by Abigail Quackenboss
About two weeks ago, I wrote about how immigration reform might be impacted as a result of Eric Cantor’s primary loss. In case you missed the blog, here’s the link. Since then, there have been a some developments, initially sparked by Speaker John Boehner informing President Obama that House Republicans would not pass immigration reform this year. On June 30th, President Obama announced that he would instead take executive action to attempt to alleviate the ongoing border crisis. In addition, President Obama requested $3.7 billion from Congress to help with immigration courts to speed up the deportation process.
To gauge what Votifi users thought, on July 8th, we asked users about their reactions to President Obama’s vow to use executive actions to push immigration reform. Well-over half of respondents (70%) agreed that President Obama should act if Congress will not. Thirteen percent of users admitted they’re sick of the gridlock happening in D.C. There were a lot of great comments, too. (You can visit our site and read them here.) One user wrote, “Where in The United States Constitution does it say that the President of The United States can ‘Make Laws’?” while another wrote, “I was beginning to think…Americans have become so cold-hearted that they can’t (or won’t) tell the difference between an immigration issue and a REFUGEE issue.”
One of the greatest problems that the current crisis, immigration or refugee, faces is that most of the children are not coming from Mexico. If the children were from Mexico (and for argument’s sake, Canada), they could be deported without an immigration hearing. Instead, because the minors are from mostly-Central American countries, they must be granted a deportation hearing. Some estimates have placed wait times at almost two years for a hearing.
When you calculate how many children have crossed the border and been taken into custody since October, (over 52,000) it’s no wonder President Obama has asked for such a sum of money to help speed up the courts process. The Rio Grande Valley of Texas alone accounts for most of the apprehensions, with over 37,000 occurring since October.
Texas, where most of the children are crossing, isn’t equipped to handle such an influx of temporary inhabitants. Instead, the U.S Border Patrol is transporting bus-loads of immigrants to places such as Murrieta, California and Fort Sill, Oklahoma. Murrieta was in the limelight just before Independence Day when protesters blocked three buses from completing the transport to a detention facility. Murrieta’s own mayor has stated that he had concerns about the transport.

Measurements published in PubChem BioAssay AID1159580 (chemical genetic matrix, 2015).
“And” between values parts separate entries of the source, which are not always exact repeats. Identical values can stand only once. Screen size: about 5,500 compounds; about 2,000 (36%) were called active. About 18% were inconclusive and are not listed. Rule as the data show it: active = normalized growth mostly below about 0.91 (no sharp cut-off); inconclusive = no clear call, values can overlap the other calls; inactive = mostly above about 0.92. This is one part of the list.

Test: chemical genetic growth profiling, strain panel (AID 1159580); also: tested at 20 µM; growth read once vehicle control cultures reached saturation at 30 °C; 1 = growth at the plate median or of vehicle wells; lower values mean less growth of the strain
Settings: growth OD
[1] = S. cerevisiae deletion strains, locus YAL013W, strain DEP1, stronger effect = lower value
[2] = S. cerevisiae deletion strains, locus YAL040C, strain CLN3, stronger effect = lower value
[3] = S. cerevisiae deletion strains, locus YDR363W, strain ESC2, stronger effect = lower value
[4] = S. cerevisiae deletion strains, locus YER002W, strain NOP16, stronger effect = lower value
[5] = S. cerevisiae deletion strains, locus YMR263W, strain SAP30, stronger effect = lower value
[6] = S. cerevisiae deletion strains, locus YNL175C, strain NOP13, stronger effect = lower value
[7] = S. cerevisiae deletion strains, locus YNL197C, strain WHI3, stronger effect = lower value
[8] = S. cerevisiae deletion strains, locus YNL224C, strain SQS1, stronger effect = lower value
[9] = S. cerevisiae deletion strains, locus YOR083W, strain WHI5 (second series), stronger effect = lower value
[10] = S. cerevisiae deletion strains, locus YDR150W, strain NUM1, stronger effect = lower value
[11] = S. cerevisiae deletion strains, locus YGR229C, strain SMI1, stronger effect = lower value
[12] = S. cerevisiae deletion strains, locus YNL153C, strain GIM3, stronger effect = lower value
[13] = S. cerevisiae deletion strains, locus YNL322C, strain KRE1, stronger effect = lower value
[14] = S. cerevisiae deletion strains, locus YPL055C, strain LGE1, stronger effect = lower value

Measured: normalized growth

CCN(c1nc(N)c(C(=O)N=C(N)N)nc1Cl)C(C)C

In light of the press and publicity, on July 9th, we asked Votifi users what their reactions to the protests were.
The comments were certainly interesting. Here are a few excerpts.
“Actually, what I see is hatred. I am personally embarrassed by the people who choose to show hatred over showing empathy toward people who need empathy. As a country we need to be ashamed.”
“This law [the one requiring children have a deportation hearing, we assume] was passed by President Bush…Right now there are not enough venues to [protect and turn over children within 72 hours] so they are living in jail-like cells..”
“What part of ‘ILLEGAL IMMIGRANT’ do you not understand? These people –weather [sic] they be Men, Women AND/OR Children are in the United States illegally.”
“I bet if there was a bus-load of beautiful light-skinned blondes they would be welcomed with open arms…just saying to make a point about racism and hatred.”
It is evident that immigration is certainly in the spotlight right now, but part of me wonders how long it will stay there. Regardless, hopefully President Obama and/or Congress can devise a plan of action for the current crisis.